11 Dec Looking back on Life and Lockdown
2020 has been a tough year. It’s hard to put it into words.
What started on an optimistic note, welcoming in the New Year, soon changed with the advent of Covid-19, as it spread around the globe with devastating effects.
It was surreal, frightening, worrying and challenging in equal measure. For some, the advent of a warm Spring in lockdown and a chance to spend more time at home with family, provided much needed peace and quiet. For others, it was a time of shielding, worry about family safety, with huge sadness and tragedy as close relatives fell ill and succumbed to the virus. Many have suffered with mental health issues and been left financially insecure. However, there is not one amongst us, who will ever forget the huge debt of gratitude that we owe our health workers. Their service to those in need and the wider public, cannot be over-estimated. Their tireless devotion to duty and their compassionate care, has been an inspiration, as has the response of a great many others who rose to the occasion by volunteering, fundraising and helping their neighbours.
Not surprisingly, it seems to me as if almost everyone I talk to has their own personal story. Each one is different. Every story is compelling. Sadly, with the advent of further restrictions and the festive season looming, it’s hard to know when our pandemic stories will end. ‘Covid-19’ and ‘lockdown’ are, tragically, words that have come to define the lives of so many of us across the world.
Humanity must Change
While the pandemic is bringing unprecedented challenges, it has also brought into sharp focus how our treatment of animals affects our own wellbeing, inspiring many people to grasp the opportunity for profound and far-reaching change, especially in our relationship to animals and the natural world.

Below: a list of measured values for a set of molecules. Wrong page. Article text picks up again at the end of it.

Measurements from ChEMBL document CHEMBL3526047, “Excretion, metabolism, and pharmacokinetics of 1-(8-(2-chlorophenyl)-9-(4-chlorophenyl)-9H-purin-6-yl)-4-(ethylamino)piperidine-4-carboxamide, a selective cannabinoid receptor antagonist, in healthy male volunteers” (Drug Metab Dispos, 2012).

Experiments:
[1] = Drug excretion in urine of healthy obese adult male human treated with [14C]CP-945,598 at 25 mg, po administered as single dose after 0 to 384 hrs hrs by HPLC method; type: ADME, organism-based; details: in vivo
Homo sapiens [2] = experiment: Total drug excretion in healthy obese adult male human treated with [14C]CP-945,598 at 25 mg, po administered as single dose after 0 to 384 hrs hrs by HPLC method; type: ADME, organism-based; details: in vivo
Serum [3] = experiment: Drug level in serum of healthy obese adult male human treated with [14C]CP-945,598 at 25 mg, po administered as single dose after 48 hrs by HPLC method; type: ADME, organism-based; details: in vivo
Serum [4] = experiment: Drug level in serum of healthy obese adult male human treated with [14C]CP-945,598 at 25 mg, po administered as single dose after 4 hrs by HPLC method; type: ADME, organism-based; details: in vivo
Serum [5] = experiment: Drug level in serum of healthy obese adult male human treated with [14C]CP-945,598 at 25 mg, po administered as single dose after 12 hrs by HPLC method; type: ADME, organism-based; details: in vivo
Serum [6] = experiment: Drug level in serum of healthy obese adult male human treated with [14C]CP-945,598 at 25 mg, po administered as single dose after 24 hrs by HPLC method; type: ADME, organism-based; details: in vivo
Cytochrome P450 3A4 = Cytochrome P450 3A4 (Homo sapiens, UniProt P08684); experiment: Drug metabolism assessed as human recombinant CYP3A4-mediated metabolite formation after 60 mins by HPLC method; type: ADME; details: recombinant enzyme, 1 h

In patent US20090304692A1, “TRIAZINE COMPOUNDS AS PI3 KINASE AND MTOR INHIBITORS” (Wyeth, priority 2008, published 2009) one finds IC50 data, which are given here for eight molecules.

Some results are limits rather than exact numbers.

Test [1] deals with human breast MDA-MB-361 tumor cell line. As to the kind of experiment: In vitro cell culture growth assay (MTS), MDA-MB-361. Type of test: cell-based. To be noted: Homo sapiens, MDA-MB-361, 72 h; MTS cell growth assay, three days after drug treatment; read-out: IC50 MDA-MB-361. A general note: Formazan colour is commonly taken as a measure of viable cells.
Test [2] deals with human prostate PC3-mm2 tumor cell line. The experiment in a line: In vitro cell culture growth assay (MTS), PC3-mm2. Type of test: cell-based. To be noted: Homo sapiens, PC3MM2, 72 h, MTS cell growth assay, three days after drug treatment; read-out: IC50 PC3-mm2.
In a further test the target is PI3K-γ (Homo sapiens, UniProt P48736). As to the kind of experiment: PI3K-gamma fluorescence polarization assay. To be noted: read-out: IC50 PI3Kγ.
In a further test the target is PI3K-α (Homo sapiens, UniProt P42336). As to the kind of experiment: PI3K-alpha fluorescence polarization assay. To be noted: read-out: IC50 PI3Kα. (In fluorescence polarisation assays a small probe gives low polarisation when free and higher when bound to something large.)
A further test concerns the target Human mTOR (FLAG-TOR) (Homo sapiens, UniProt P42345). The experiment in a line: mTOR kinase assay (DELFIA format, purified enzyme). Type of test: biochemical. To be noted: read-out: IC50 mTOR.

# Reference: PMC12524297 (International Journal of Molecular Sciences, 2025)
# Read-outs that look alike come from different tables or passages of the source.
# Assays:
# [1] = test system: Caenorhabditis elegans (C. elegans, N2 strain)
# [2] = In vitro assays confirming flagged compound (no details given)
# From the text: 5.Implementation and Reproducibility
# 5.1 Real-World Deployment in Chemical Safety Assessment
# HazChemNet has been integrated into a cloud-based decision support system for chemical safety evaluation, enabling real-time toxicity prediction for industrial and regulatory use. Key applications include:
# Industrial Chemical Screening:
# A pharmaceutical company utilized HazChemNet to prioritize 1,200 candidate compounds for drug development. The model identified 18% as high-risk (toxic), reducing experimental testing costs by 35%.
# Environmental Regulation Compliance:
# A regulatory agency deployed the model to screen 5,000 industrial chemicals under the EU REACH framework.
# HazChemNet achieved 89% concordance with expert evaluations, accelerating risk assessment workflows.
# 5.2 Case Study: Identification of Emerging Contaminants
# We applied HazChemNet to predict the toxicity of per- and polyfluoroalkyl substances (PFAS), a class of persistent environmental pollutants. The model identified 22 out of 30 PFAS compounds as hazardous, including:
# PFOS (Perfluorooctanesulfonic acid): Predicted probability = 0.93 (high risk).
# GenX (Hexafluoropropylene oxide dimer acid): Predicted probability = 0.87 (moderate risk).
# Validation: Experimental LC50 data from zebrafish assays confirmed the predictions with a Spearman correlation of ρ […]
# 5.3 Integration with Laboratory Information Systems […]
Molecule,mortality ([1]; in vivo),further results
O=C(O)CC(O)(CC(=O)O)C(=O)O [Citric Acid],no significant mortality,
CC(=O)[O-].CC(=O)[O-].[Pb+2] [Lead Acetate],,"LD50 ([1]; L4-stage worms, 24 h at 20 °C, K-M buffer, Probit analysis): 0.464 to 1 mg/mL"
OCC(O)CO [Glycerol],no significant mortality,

In the words of United Nations Environment Programme (UNEP) Executive Director, Inger Andersen ‘In COVID-19, the planet has delivered its strongest warning to date that humanity must change”.
Compassion in World Farming reacted quickly as the pandemic took hold, drawing attention to the links between factory farms and disease. It is true that the emergence of Covid-19 has been linked to eating wildlife, but it also shows strong parallels with other viruses that have emerged from industrial farming, such as highly pathogenic strains of Avian Influenza and Swine Flu. At the same time, the global appetite for ever more meat has caused the clearing of more and more forests worldwide for farmland, encroaching on wildlife and potentially risking zoonotic disease and virus transfer.
Protecting People means Protecting Animals too
The intensive farming of animals is without question a serious public health risk. The way animals are caged, crammed and confined, provides the perfect conditions for new and more dangerous strains of disease. We’ve recently seen the advent of a new mutation of Covid in farmed mink in Denmark in yet another worrying sign of the way viruses can move quickly through animals, resulting in differences in the virus’ DNA, causing new, more deadly strains to emerge.
There can be no doubt that the key to reducing the risk of devastating diseases is to reconnect with our humanity for animals. To ensure that the sentience of animals – their ability to feel pain, to suffer, and to experience a sense of joy, whether wild or farmed, lies at the heart of future disease control strategies.
In closing, I’d like to extend a heartfelt thank you for your continued and unwavering support of Compassion in World Farming. We simply couldn’t do our work to make the world a better place for farm animals without the dedication of our trustees, patrons, staff and all our wonderful supporters.
In the face of the unprecedented challenges of 2020, we came together united to make major progress against the world’s biggest cause of animal cruelty. It has been inspiring. Thank you,
If you agree and wish to see a world without cages and without factory farming please help us.
We are calling on the world’s most influential organisations, including the World Bank, the United Nations and the World Health Organisation, to replace factory farming with a food system that respects animals, nurtures our planet, and reduces the risk of pandemics.
Please use this link to sign our petition and join the call for a future without factory farming.